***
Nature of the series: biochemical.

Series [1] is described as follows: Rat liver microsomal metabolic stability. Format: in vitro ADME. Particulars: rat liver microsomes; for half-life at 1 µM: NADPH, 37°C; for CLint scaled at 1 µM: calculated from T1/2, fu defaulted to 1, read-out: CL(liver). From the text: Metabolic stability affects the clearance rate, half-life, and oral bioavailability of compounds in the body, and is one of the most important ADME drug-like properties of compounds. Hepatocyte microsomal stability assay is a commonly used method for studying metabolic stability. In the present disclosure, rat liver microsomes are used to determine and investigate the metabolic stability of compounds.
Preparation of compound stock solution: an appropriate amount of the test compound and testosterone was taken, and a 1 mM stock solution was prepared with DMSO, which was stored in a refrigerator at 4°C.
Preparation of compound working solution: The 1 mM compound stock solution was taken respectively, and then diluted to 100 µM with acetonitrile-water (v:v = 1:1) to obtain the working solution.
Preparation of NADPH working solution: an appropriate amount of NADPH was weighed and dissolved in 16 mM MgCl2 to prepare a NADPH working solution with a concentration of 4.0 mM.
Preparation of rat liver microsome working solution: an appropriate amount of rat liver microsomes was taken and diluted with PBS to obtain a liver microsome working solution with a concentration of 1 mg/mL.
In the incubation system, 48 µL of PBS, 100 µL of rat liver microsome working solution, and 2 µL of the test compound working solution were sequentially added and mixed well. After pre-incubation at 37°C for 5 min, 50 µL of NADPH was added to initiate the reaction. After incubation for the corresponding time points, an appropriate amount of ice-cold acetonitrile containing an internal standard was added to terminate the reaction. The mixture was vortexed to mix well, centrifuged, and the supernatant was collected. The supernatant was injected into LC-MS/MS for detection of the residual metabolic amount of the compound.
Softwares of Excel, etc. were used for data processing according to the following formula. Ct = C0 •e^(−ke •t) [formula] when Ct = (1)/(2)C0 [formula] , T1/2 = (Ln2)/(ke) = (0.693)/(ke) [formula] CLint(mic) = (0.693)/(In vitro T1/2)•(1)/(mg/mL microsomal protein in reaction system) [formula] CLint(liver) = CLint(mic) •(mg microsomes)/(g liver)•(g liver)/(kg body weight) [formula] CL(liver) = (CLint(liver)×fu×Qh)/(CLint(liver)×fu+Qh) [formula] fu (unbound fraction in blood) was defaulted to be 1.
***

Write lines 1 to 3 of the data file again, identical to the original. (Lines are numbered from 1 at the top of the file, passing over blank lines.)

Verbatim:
Nature of the series: biochemical.

Series [1] is described as follows: Rat liver microsomal metabolic stability. Format: in vitro ADME. Particulars: rat liver microsomes; for half-life at 1 µM: NADPH, 37°C; for CLint scaled at 1 µM: calculated from T1/2, fu defaulted to 1, read-out: CL(liver). From the text: Metabolic stability affects the clearance rate, half-life, and oral bioavailability of compounds in the body, and is one of the most important ADME drug-like properties of compounds. Hepatocyte microsomal stability assay is a commonly used method for studying metabolic stability. In the present disclosure, rat liver microsomes are used to determine and investigate the metabolic stability of compounds.
Preparation of compound stock solution: an appropriate amount of the test compound and testosterone was taken, and a 1 mM stock solution was prepared with DMSO, which was stored in a refrigerator at 4°C.